One annual fair, mostly for linen and lintseed. Coal comes
5 miles from Durham.
Small farmers with carts carry coal and lime. They also
deliver gravel and stones to the roads. Markets are Duns
and Berwick. Coal is brought from Northumberland but it
is expensive because of the distance and the poor roads.
Duns, 2 miles away, is the market town.
Grain taken weekly to Edinburgh and Dalkeith.
Roads and bridges in good order. Income from tolls and
statute labour. Turnpikes have helped improvements.
Peat was used for fuel in the past but coal is now brought
in from 15 miles away using the turnpikes. Lime also is
There are markets in Edinburgh, Dalkeith, Kelso and Haddington.
Mention of a camp on Tollishill on road to Haddington
and of the old road to Melrose.
Lauder itself is a market town, other nearby market towns
are Kelso and Dalkeith. Corn is taken to Dalkeith and
coal and lime carried on the return journey.
Post office with daily post from Edinburgh and London.
There are two turnpikes. One runs for 6 miles on the east
side of the Leader and goes to Greenlaw, Duns and Berwick
as well as Coldstream and Kelso. The other runs for 8
miles on the west side of the river and goes to Melrose
and Jedburgh, and to Kelso by Earlston. There are 5 public
carriages from Edinburgh to all these towns. There are
2 main bridges and several smaller ones, all in good condition.
Five annual fairs. Coal comes from Pathhead, 14 miles
away. The roads are much improved and in the past only
one coach went every two days to Edinburgh.
& lime ; markets
Lime is carried on return journeys from Dalkeith market,
otherwise it would be too expensive to obtain. Generally,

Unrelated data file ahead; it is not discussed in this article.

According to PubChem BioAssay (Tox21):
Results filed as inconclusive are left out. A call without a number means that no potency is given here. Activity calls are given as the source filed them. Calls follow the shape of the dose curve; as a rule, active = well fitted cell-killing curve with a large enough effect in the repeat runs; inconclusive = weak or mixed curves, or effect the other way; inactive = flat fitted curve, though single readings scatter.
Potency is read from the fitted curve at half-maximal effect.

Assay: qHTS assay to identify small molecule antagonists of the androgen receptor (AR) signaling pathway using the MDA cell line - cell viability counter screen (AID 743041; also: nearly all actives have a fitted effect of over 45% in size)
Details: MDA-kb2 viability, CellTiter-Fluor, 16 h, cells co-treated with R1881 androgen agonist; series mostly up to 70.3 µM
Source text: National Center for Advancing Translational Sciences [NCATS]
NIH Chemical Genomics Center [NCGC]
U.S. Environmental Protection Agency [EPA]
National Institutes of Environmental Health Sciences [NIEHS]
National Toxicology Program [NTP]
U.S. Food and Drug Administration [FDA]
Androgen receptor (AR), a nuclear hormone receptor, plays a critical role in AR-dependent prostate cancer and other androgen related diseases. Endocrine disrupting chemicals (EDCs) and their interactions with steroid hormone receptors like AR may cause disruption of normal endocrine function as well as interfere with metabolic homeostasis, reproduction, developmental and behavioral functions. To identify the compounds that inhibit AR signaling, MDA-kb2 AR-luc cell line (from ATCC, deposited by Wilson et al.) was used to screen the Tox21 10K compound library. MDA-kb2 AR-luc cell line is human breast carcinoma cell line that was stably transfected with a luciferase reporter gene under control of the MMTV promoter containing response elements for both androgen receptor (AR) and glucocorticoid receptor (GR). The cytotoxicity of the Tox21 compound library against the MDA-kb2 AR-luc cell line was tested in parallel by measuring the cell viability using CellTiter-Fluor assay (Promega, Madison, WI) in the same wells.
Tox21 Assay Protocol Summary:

with a couple of exceptions, the parish roads are very
poor. Goods are brought from Edinburgh, Kelso, Dalkeith
The roads from Edinburgh to Kelso and to Hawick pass through.
Post offices at Lauder and Earlston. Ten miles of parish
roads, nine bridges. Coal comes from the Lothians.
References in passing - roads bad, markets far distant,
some coal brought in but mostly peat etc. used as fuel.
The Haddington to Coldstream road and a road from East
Lothian to Duns go through the parish but are badly maintained
by the statute labour money which is raised on 20 ploughs
and is quite inadequate. Roads generally are very bad.
Usual fuel is peat - coal very expensive as it comes from
One of the most public roads in the parish passes Bemersyde
For five months each year the roads are extremely bad,
though improvements are hoped for. Coal and lime are 26
miles away. Butcher meat has to be obtained in Jedburgh,
Kelso or Melrose. There are no carriers and everyone has
to make their own arrangements for the most trivial items.
No turnpike, coaches or carriers. Daily post at Lessudden
(St Boswell's). Although only 2 miles away there is no
bridge and one has to travel an extra 2 miles to Dryburgh
where there is a suspension bridge. Disadvantages are
that the parish is 25 miles from coal and lime and that
the only bridges are at Dryburgh, Kelso and Drygrange.
A suspension bridge would be very convenient and would
allow good connections between Selkirk and St Boswell's
Green to Berwick.
Lime and dung available from Berwick, four miles away.
The great post road from Edinburgh to London by Berwick
and Newcastle runs through the east side of the parish
and the Duns to Berwick road runs on the south side. Turnpikes
are proving very useful. In the past it was often difficult
for carriages and horses to get through. The crossroads
are improving. Statute labour is commuted. Excellent road
to Berwick. Seven miles to coal on good roads.
As the parish is on the border, whisky smuggling takes